She is also saying that we need a sense of perspective. Group Seven people are learning to go beyond the right/wrong, good/bad polarized thinking so common in Group 3, 4, and 5 types. Existing more on mental plane they are learning to make more subtle distinctions and to see things according to greater and greater inclusive wholes. I am reminded of a book I once read conveying a story of how a young man had visited a Middle Eastern country with his ambassador father. While meeting with the local tribesmen he and his father were invited to dinner. One of the delicacies offered to him were sheep’s eyeballs. Fortunately, he followed his father’s lead and ate the eyeballs without hesitation. Many years later, now as a United States General in the region, some of the same tribesmen remembered him. Precisely because he had bonded with them by courageously eating the sheep’s eyeballs years before, he was now able to negotiate with them about averting an entire regional war. Had he been a vegetarian and insisted on principle that he not eat some sheep’s eyeballs, possibly hundreds, if not thousands, of people in the region might have killed. This story  illustrates then how the Probationer is better able to understand that there will be exceptions to hard and fast rules. Though they may still be fanatical to some degree about spiritual people having to look and be a certain way physically, having to be engaged in certain physical disciplines, or having to demonstrate a certain level of health in order to be considered spiritual, this fanaticism is starting to be let go of.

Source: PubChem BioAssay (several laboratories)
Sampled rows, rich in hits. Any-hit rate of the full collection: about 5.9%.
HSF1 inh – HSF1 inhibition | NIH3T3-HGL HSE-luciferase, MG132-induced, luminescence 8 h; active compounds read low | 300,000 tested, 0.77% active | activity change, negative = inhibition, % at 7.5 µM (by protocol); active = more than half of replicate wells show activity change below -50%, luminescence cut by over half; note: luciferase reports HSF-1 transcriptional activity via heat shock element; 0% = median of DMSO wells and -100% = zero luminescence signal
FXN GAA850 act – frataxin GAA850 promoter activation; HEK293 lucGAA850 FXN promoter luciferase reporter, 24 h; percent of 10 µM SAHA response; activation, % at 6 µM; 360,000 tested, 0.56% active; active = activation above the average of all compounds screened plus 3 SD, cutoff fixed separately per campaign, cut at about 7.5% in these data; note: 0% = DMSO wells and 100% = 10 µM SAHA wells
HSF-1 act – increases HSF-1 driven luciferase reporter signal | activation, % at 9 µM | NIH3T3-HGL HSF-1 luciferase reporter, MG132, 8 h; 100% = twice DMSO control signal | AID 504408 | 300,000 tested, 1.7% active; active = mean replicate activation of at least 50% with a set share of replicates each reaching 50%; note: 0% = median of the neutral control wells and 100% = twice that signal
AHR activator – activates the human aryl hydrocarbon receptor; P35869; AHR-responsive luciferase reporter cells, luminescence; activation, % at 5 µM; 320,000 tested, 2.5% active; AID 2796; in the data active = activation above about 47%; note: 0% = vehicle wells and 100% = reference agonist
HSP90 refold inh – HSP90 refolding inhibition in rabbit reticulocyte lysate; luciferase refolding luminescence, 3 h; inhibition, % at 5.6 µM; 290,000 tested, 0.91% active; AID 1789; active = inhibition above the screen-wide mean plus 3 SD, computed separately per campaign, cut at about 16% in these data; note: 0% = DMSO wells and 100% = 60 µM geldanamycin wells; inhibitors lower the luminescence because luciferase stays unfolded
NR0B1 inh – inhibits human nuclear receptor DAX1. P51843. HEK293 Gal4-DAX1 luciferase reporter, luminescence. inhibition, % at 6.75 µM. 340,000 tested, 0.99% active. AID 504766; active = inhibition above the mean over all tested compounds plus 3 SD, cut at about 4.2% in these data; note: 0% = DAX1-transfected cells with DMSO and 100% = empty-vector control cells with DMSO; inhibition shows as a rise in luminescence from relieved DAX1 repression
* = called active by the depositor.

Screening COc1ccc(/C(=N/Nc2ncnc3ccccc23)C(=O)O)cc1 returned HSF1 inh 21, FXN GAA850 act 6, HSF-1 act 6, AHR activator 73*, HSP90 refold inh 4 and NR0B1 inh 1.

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Within the Integral community there is a popular phrase known as “shadow work” that applies to the same idea of purifying and eliminating your faults spoken about here by Bailey in regards to this stage for the Probationer. When you don’t do your shadow work, or take a regular amount of time to work on your faults Bailey states it can lead to “cleavages” or “gaps” in development that can cause difficulty in one’s spiritual development later on. In Integral language these gaps in spiritual development that come about as a failure to do your shadow work are known as “spiritual bypass.” Fortunately, this notion of gaps in spiritual development is much better known in the Western world and there are a number of good authors writing on the topic. Some of the authors that have inspired me include Mariana Caplan’s books Halfway Up the Mountain and Eyes Wide Open, Robert Augustus Masters books Spiritual Bypass, Knowing Your Shadow, and Bringing Your Shadow Out of the Dark, and the book by Buddhist writer Jack Kornfield titled, After the Ecstasy, the Laundry. All these books by represent a growing need to understand that spiritual progress is rarely even or a step by step approach (as mentioned in The Problem With Levels chapter in this book).